Police botched investigation into gay man William Rooney’s death


Wollongong man William Rooney (left) and partner Wayne Davis
William Rooney (left) and partner Wayne. Image: Supplied

New South Wales’ LGBTIQ gay hate crime inquiry has privately questioned a convicted serial rapist over the cold case death of gay Wollongong man William Rooney, after a bungled police investigation nearly 40 years ago.

The Special Commission of Inquiry into LGBTIQ hate crimes last week examined the cold case deaths of William Rooney, Paul Rath and Richard Slater.

William “Bill” Rooney (above left) died six days after he was seriously injured behind a toilet block in Wollongong’s CBD on Valentine’s Day in 1986.

The 35-year-old’s “pants and underwear were lowered… and his fly was unzipped”, Counsel assisting Meg O’Brien said. Crime scene photos showed what appeared to be a “concrete rock” nearby.

The inquiry heard police and medical examiners made errors after the man’s death. Police failed to conduct tests for sexual assault in hospital, or during the post-mortem after he died.

Officers also failed to secure the crime scene, the inquiry heard. Two hours later a retailer hosed down the laneway before investigators could recover forensic evidence.

A post-mortem found Rooney received the injuries from a three-metre fall, but the inquiry heard that examination was “deficient”.

The inquiry heard on the available evidence, it can’t be determined whether Rooney’s head injuries were the result of an assault or an accidental three-metre fall, ABC News reported.

Convicted rapist questioned about William Rooney death

After the attack, William Rooney’s partner Wayne (pictured above right) said Rooney had talked with a “well-known” gay-basher named Leslie John Harrison, whose alibi investigators failed to verify.

In the following three and a half years, there was a series of attacks on 12 men around the Wollongong area, the inquiry heard.

The first was three weeks later. One attack in 1989 occurred on the other side of the same laneway where Rooney had been found.

“Many of these attacks… involved a similar modus operandi, in which victims suffered a blow or blows to the head (or the threat of such a physical assault) prior to being sexually assaulted,” O’Brien told the inquiry.

In 1992, Mark Anthony Scerri was convicted of sexually assaulting three Wollongong men. However Mr Scerri was also acquitted of a string of other attacks, including one in which the victim alleged Scerri told him, “I’ll kill you like I killed the p____er in the laneway.”

In 1991 and 1993, police sought to charge Scerri with Rooney’s murder, but has insufficient evidence to prosecute. The inquiry was told Mr Scerri remains a “primary person of interest” in the crime.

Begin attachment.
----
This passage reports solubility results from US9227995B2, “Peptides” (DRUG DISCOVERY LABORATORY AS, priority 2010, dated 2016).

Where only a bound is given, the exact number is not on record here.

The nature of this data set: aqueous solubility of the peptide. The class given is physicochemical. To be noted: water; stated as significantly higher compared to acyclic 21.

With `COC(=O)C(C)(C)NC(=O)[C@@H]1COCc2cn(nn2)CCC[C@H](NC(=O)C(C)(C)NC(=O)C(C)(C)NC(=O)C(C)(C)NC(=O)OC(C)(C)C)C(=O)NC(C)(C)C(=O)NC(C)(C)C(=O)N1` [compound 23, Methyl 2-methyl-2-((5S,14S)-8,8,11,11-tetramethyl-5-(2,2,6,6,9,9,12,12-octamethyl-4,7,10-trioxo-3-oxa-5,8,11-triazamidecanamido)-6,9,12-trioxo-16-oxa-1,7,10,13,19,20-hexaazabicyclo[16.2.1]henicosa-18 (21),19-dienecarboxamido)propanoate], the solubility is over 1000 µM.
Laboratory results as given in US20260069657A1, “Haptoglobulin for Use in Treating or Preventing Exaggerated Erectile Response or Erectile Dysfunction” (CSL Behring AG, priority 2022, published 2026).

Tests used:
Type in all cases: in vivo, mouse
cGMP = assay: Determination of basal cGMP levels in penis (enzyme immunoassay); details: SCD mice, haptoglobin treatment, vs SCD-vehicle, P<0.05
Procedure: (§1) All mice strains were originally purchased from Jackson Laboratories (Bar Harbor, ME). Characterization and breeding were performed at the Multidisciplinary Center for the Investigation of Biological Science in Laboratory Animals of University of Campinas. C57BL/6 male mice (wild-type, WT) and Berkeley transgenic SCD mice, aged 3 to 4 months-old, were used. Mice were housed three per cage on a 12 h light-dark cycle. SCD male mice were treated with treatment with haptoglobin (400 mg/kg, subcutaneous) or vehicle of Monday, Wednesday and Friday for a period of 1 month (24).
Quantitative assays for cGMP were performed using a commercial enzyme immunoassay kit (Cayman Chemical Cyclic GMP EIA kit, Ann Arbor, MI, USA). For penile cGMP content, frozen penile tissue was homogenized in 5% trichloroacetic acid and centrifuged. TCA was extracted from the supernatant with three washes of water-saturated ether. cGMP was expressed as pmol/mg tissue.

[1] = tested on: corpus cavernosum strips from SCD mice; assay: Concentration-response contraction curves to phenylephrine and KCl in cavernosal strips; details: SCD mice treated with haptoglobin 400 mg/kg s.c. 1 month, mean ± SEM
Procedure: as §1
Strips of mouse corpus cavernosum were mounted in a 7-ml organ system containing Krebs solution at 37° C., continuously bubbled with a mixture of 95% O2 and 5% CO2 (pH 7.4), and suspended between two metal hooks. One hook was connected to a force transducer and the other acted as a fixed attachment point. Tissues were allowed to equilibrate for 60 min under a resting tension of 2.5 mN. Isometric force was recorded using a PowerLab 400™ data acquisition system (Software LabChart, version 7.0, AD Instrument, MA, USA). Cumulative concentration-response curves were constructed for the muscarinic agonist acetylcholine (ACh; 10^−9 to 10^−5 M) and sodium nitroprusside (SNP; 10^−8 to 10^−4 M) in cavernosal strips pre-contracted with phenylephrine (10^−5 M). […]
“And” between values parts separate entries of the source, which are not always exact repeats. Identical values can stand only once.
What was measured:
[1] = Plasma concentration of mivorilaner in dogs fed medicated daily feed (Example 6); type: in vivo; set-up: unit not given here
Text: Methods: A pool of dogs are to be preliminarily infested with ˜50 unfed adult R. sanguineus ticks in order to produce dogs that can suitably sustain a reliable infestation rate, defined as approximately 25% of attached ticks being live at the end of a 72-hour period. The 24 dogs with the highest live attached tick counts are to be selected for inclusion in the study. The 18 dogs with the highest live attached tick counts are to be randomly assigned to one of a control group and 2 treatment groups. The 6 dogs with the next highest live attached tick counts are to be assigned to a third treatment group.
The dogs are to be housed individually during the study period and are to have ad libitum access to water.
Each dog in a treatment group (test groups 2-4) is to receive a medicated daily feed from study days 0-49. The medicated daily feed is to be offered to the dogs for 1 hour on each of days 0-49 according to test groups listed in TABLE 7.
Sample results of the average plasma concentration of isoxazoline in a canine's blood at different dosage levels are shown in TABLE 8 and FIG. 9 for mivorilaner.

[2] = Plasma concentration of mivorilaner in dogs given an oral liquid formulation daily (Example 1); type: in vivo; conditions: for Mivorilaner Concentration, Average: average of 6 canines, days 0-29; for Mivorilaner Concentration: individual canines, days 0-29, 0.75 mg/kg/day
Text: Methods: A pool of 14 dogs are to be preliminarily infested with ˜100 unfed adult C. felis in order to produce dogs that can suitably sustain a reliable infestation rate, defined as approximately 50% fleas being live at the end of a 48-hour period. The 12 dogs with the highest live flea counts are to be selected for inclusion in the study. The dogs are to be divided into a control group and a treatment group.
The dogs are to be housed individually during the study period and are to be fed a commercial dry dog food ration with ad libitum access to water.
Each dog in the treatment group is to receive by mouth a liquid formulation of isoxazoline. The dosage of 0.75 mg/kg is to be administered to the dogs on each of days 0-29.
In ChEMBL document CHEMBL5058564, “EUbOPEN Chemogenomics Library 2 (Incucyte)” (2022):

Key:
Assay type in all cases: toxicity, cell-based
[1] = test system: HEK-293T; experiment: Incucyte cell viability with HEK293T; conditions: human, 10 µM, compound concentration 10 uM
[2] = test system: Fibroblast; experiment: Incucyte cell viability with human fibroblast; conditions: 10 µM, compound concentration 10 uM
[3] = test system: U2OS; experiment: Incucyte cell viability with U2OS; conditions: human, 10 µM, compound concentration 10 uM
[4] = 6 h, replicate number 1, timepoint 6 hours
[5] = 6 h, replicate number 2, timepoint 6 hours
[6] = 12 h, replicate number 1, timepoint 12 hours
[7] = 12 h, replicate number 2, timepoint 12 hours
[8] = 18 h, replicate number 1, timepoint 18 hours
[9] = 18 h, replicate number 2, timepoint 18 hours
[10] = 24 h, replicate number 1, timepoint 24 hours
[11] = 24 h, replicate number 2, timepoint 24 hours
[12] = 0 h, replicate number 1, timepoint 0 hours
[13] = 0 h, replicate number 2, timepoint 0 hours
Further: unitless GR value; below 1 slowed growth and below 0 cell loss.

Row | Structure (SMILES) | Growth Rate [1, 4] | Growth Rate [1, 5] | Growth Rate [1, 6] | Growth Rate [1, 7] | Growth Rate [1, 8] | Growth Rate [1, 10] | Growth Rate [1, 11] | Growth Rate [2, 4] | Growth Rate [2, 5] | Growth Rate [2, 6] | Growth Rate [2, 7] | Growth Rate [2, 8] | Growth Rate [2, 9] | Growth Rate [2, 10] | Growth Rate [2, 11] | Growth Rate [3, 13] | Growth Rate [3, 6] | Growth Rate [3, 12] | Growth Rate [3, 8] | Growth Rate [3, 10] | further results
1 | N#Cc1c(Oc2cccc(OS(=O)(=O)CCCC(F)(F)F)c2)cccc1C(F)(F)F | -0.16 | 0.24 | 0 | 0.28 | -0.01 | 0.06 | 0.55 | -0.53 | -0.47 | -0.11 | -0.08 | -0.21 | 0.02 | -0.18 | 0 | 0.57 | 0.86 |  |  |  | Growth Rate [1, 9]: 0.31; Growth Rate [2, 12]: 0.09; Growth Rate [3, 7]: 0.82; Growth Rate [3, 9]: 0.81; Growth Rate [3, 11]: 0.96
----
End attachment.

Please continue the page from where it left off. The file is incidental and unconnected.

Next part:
This month, the inquiry questioned Scerri for the first time on Rooney’s death in a private hearing.

Police shortcomings in Paul Rath death investigation

Last week the inquiry also examined Paul Rath’s death in June 1977. His body was found at the bottom of cliffs in Sydney’s northern beaches.

In a report, police declared Rath accidentally fell and there were no suspicious circumstances, which Counsel assisting William de Mars said was an “extraordinary” claim.

Mr de Mars said there was a “concerning combination” of the location being a gay beat and Mr Rath’s trousers being pulled down.

He said the police probe into the man’s death was “limited” because officers at that time weren’t motivated to investigate if a death may have been a gay hate murder.

The “uncertain state of the evidence” meant it was now not possible to determine the circumstances of his death.

Richard Slater assaulted at Newcastle gay beat

The inquiry also examined the fatal 1980 bashing of grandfather Richard Slater in a “cowardly attack” at a Newcastle gay beat.

The 69-year-old, whose family did not believe he was a gay man, died three days later.

Another local man, who was gay and died in 1986, was in the vicinity and likely targeted Richard Slater in a robbery, the inquiry heard.

If he was responsible, the inquiry heard Slater’s death was “likely to have involved the targeting, or ‘discriminatory selection’ of someone presumed to be gay” and therefore involved LGBTIQ bias.

“There is clear evidence that, correctly or not, he acted on the understanding that Mr Slater was using the toilet as a beat,” counsel assisting William de Mars said.

While the man was charged, prosecutors ultimately dropped the case. Inquiry head Commissioner John Sackar said there was “no doubt Mr Slater died as a result of a cowardly attack upon him.”

The LGBTIQ hate crime inquiry continues on Tuesday. Commissioner Sackar is due to deliver a final report in August.

For the latest lesbian, gay, bisexual, transgender, intersex and queer (LGBTIQ) news in Australia, visit qnews.com.au. Check out our latest magazines or find us on Facebook, Twitter, Instagram and YouTube.

Jordan Hirst
Jordan Hirst

Jordan Hirst is an experienced journalist and content creator with a career spanning over a decade at QNews. Since 2012, the Brisbane local has covered an enormous range of topics and subjects in-depth affecting the LGBTIQA+ community, both in Australia and overseas. Today, the Brisbane-based journalist covers everything from current affairs, politics and health to sport and entertainment.

QNews, Brisbane Gay, App, Gay App, LGBTI, LGBTI News, Gay Australia

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